The Future 100 – Trends and Change to Watch in 2016 is J. Walter Thompson Intelligence Innovation Group’s annual trend forecast, which I highly value and mine each year to help THINK-Health continue to hone our own environmental analyses for health and healthcare. [Here’s what I wrote one year ago about JWT’s 2015 forecast].
Health is baked into JWT’s 2016 trendscape, well beyond their “Health” chapter.
Even the report’s introduction is health-flavored: “As forecasters, we’re watching the rapid metabolism of trends from food to beauty to tech as they move in a heartbeat from new to nearly new to over.”
In a nutshell, JWT finds that, “Wellbeing and future-proofing our bodies is also becoming nothing short of a global movement. As consumers, we’re investing in wearable tech, athleisure wear, wellness pursuits, mindfulness, buying farm-to-table, bean-to-bar, seed-to-skin, organic, fermented, probiotic, cold-pressed everything to ensure our continued good health….consumers are exchanging previously trusted products and brands for New Natural alternatives, from feminine care to fertility.”
Some of the high-level themes and insights impacting health/care in 2016 include:
- Un-tabooing womanhood
- Online universities (think MOOCs for health education and peer-to-peer healthcare)
- Self-healing materials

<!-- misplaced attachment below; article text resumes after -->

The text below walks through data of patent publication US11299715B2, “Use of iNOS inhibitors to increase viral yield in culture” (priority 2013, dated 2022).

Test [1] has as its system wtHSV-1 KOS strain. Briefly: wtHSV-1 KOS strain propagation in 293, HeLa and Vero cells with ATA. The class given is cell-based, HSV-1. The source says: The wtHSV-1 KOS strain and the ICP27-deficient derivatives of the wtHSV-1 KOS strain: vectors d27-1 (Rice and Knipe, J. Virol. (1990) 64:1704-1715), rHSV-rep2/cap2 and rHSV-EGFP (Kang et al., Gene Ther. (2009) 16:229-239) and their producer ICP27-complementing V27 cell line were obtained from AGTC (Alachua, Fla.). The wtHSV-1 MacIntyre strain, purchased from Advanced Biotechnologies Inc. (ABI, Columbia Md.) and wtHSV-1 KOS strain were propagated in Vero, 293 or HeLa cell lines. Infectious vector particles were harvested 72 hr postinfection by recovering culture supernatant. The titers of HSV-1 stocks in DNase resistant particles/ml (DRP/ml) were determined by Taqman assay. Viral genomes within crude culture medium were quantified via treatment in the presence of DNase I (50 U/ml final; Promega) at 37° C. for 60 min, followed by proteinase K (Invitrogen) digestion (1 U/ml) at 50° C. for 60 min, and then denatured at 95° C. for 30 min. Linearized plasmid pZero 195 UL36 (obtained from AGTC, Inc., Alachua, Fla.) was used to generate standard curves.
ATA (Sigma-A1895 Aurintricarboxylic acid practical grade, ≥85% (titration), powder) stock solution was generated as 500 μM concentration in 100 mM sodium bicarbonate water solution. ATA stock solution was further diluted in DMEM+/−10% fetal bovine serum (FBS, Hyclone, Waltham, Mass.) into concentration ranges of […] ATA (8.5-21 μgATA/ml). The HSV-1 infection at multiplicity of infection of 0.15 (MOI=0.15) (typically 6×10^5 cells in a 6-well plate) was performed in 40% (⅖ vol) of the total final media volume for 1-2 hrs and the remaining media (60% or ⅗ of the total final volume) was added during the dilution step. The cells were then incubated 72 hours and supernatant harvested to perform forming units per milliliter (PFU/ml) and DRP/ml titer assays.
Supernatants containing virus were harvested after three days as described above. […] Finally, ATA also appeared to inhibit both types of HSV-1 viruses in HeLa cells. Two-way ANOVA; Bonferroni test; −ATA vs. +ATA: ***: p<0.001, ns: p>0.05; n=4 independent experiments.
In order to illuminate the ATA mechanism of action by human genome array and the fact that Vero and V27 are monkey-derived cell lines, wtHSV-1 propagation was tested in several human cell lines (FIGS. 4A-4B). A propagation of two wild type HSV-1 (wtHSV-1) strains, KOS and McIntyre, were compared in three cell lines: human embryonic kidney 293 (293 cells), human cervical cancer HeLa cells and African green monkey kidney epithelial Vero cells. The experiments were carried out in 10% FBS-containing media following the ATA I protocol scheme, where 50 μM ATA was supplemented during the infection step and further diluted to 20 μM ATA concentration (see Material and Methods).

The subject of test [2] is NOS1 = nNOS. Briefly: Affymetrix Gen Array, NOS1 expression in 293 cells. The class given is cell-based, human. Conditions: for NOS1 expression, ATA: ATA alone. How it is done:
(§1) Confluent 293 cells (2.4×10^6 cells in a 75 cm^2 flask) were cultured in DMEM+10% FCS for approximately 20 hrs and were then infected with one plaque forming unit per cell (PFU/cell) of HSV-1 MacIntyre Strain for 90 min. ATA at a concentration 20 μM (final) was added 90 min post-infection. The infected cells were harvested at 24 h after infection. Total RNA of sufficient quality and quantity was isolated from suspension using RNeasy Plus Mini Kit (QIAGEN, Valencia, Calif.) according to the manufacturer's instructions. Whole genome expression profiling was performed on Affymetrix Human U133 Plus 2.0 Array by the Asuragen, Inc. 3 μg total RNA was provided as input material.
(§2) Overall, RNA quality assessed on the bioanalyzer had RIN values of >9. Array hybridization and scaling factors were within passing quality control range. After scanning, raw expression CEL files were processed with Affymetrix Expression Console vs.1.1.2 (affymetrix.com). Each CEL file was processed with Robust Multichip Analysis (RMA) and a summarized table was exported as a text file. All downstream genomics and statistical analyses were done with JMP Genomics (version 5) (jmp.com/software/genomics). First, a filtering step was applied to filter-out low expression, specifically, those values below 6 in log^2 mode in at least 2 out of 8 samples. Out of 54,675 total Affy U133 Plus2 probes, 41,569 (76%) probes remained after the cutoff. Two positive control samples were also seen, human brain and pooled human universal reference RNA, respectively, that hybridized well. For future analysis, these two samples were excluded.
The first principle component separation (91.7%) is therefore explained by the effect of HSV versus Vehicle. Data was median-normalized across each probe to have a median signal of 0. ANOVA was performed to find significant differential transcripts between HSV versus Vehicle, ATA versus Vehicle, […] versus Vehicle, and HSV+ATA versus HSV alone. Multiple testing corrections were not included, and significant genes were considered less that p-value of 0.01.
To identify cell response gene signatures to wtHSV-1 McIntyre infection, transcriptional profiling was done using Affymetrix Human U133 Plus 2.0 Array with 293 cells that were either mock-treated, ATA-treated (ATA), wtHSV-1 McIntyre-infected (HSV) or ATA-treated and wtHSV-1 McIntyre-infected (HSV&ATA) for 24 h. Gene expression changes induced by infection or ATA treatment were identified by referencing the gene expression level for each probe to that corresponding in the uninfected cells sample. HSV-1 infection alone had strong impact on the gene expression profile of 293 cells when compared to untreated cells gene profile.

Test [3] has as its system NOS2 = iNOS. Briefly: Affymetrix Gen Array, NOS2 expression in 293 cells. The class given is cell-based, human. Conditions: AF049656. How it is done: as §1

- Sportspitality (the new-new gym)
- Neuromarketing (for behavior change)
- Instagram stories (for peer-to-peer healthcare)
- Ageless society
- Natural junk (food)
- New omnivores and flexitarian eating regimens
- Algae as a sustainable food (if it can overcome the “ick” factor)
- Ancient ingredients
- Beauty foods (see my Health Populi post on Helena Rubinstein’s concept of food for beauty here)
- New natural beauty
- Metabolism boosters
- Food temples in retail
- Next-level geo-targeting (with public health implications)
- Community stores
- Sound healing
- Stool banking
- Gamethletes (THINK: games for health bolstering self-care and health efficacy)
- and a host of Health-specific topics.
Health Populi’s Hot Points: Social determinants like food and housing and lifestyle directly and profoundly influence health more than healthcare services.
We know from our own project portfolio at THINK-Health the shift from healthcare to health that the health/care ecosystem is broadening well beyond the legacy healthcare players — hospitals, physicians, suppliers (especially pharma, biotech and medical devices). Look for collaborations and alliances between these organizations with trusted partners in food, technology, financial services, consumer electronics and retailers. The new-new pharmacy, in particular, will play an important bridging role in this expanding ecosystem.
2016 will usher in this new meaning of consumer-driven health/care.